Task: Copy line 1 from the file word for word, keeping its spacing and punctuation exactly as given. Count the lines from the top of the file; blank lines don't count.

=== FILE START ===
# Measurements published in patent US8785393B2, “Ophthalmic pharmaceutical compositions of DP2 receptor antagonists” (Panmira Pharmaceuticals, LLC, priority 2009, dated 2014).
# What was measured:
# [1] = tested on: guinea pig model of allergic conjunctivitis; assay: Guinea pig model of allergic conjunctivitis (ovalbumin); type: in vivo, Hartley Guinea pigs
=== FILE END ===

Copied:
# Measurements published in patent US8785393B2, “Ophthalmic pharmaceutical compositions of DP2 receptor antagonists” (Panmira Pharmaceuticals, LLC, priority 2009, dated 2014).